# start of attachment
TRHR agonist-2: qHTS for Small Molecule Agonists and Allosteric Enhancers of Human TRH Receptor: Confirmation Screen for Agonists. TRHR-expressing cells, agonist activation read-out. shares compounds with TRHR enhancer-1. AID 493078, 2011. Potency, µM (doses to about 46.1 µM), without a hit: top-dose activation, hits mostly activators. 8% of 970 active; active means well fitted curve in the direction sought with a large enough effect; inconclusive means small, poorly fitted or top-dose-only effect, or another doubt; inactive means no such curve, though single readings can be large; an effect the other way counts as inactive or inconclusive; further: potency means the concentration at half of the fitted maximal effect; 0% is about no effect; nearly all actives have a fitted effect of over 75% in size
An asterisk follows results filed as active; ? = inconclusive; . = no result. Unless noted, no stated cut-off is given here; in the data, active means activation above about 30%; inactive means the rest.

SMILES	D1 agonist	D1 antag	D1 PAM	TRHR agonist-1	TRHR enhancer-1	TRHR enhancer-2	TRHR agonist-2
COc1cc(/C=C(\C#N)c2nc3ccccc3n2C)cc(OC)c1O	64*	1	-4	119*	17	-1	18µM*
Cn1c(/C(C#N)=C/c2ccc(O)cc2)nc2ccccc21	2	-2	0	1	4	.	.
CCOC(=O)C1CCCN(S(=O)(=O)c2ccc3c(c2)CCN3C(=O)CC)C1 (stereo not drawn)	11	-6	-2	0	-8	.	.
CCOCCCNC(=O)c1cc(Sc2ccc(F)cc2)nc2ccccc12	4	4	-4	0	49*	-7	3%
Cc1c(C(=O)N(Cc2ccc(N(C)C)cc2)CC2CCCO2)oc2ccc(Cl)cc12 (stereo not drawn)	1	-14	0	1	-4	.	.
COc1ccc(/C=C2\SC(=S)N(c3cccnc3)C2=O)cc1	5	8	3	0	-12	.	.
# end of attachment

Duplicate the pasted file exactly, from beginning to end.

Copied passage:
TRHR agonist-2: qHTS for Small Molecule Agonists and Allosteric Enhancers of Human TRH Receptor: Confirmation Screen for Agonists. TRHR-expressing cells, agonist activation read-out. shares compounds with TRHR enhancer-1. AID 493078, 2011. Potency, µM (doses to about 46.1 µM), without a hit: top-dose activation, hits mostly activators. 8% of 970 active; active means well fitted curve in the direction sought with a large enough effect; inconclusive means small, poorly fitted or top-dose-only effect, or another doubt; inactive means no such curve, though single readings can be large; an effect the other way counts as inactive or inconclusive; further: potency means the concentration at half of the fitted maximal effect; 0% is about no effect; nearly all actives have a fitted effect of over 75% in size
An asterisk follows results filed as active; ? = inconclusive; . = no result. Unless noted, no stated cut-off is given here; in the data, active means activation above about 30%; inactive means the rest.

SMILES	D1 agonist	D1 antag	D1 PAM	TRHR agonist-1	TRHR enhancer-1	TRHR enhancer-2	TRHR agonist-2
COc1cc(/C=C(\C#N)c2nc3ccccc3n2C)cc(OC)c1O	64*	1	-4	119*	17	-1	18µM*
Cn1c(/C(C#N)=C/c2ccc(O)cc2)nc2ccccc21	2	-2	0	1	4	.	.
CCOC(=O)C1CCCN(S(=O)(=O)c2ccc3c(c2)CCN3C(=O)CC)C1 (stereo not drawn)	11	-6	-2	0	-8	.	.
CCOCCCNC(=O)c1cc(Sc2ccc(F)cc2)nc2ccccc12	4	4	-4	0	49*	-7	3%
Cc1c(C(=O)N(Cc2ccc(N(C)C)cc2)CC2CCCO2)oc2ccc(Cl)cc12 (stereo not drawn)	1	-14	0	1	-4	.	.
COc1ccc(/C=C2\SC(=S)N(c3cccnc3)C2=O)cc1	5	8	3	0	-12	.	.